3. Carcass quality. Less than 50 percent of the fed cattle marketed produced carcasses which will grade choice or prime. There is a high demand for choice and prime beef. Genetics play a part and with many sires identified in several breeds with carcass EPDs indicating superior marbling apparently these bulls have not been fully utilized. The same goes for carcass cutability and percent retail product.

    4. Marketing. Small producers must produce a quality product but must market feeder cattle collectively in order to receive what the cattle are worth and prevent discounts. Graded feeder cattle sales and telo-auction field sales are a step in the right direction for lots of small producers.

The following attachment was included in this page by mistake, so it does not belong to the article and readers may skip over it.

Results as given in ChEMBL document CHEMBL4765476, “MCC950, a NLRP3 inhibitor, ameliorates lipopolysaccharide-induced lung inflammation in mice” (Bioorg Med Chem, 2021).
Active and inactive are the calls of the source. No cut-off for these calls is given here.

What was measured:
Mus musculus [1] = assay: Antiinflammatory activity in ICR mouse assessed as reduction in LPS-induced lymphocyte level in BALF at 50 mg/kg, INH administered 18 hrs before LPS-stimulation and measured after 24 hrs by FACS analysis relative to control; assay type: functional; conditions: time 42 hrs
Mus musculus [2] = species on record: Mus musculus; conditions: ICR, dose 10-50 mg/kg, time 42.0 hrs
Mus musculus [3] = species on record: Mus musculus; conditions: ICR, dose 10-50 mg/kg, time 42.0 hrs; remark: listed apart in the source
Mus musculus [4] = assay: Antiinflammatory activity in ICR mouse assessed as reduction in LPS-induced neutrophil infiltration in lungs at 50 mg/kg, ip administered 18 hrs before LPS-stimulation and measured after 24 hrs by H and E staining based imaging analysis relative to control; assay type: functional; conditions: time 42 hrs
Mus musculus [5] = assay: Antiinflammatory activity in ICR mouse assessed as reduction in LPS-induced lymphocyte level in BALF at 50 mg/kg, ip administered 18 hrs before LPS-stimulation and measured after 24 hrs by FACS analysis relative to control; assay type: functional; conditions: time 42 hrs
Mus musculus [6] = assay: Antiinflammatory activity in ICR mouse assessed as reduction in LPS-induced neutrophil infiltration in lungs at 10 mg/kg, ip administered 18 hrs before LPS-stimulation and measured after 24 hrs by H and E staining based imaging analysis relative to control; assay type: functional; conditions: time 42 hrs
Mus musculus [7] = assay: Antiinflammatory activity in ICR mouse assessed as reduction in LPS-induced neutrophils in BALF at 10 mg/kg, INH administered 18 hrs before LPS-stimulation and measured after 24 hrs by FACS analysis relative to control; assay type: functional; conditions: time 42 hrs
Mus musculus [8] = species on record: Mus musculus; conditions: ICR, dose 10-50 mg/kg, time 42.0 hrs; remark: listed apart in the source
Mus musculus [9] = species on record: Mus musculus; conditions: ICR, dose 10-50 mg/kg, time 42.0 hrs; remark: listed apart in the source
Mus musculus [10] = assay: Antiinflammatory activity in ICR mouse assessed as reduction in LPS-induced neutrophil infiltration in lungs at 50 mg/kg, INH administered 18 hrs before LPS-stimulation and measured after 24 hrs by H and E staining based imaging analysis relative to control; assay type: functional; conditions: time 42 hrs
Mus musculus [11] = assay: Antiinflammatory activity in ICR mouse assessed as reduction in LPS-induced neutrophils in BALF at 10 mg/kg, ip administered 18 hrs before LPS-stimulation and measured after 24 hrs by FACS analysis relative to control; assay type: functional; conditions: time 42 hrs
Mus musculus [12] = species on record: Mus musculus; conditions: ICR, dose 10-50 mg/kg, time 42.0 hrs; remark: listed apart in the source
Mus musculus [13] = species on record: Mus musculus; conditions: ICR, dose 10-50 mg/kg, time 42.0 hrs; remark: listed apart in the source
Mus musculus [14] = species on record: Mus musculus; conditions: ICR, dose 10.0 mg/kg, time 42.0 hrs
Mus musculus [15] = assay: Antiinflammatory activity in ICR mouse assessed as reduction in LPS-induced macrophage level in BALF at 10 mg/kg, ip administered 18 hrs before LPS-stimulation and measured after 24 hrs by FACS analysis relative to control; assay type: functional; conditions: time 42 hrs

3. Grass tetany alert. Grass tetany is caused by the lack of magnesium in the diet or an imbalance of electrolytes including magnesium in the animal's system. There are two major seasons of concern for grass tetany. One of them is in the spring and the other in the fall, generally in September and October. When fall rains come and there is an abundant supply of fresh tender grass tetany can strike and in most fall seasons it does. This means that cows should be switched to a free choice mineral supplement containing magnesium during the fall season. Either use a commercial mix containing at least 12 percent magnesium or use a homemade mix which may contain equal parts of trace mineralized salt, dicalcium phosphate and magnesium oxide or a mix containing equal parts of trace mineralized salt, dicalcium phosphate, magnesium oxide and finely ground shelled corn or soybean meal for palatability. Remember cattle most apt to be affected by grass tetany will be mature cows that have recently calved.